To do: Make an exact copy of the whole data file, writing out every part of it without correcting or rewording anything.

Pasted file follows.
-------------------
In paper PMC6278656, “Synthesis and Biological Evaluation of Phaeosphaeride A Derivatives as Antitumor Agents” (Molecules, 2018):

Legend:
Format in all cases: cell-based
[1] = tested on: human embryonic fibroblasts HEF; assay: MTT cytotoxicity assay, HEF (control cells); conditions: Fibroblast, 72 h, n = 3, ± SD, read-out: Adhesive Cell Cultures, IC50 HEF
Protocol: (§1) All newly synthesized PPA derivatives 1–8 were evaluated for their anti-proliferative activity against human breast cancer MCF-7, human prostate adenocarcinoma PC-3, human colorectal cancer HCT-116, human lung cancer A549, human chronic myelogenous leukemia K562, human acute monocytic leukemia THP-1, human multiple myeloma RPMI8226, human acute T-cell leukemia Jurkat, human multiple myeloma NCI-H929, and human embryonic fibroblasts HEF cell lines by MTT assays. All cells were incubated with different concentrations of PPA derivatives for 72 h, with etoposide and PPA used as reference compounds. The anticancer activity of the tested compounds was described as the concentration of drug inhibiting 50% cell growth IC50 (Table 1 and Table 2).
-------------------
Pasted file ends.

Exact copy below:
In paper PMC6278656, “Synthesis and Biological Evaluation of Phaeosphaeride A Derivatives as Antitumor Agents” (Molecules, 2018):

Legend:
Format in all cases: cell-based
[1] = tested on: human embryonic fibroblasts HEF; assay: MTT cytotoxicity assay, HEF (control cells); conditions: Fibroblast, 72 h, n = 3, ± SD, read-out: Adhesive Cell Cultures, IC50 HEF
Protocol: (§1) All newly synthesized PPA derivatives 1–8 were evaluated for their anti-proliferative activity against human breast cancer MCF-7, human prostate adenocarcinoma PC-3, human colorectal cancer HCT-116, human lung cancer A549, human chronic myelogenous leukemia K562, human acute monocytic leukemia THP-1, human multiple myeloma RPMI8226, human acute T-cell leukemia Jurkat, human multiple myeloma NCI-H929, and human embryonic fibroblasts HEF cell lines by MTT assays. All cells were incubated with different concentrations of PPA derivatives for 72 h, with etoposide and PPA used as reference compounds. The anticancer activity of the tested compounds was described as the concentration of drug inhibiting 50% cell growth IC50 (Table 1 and Table 2).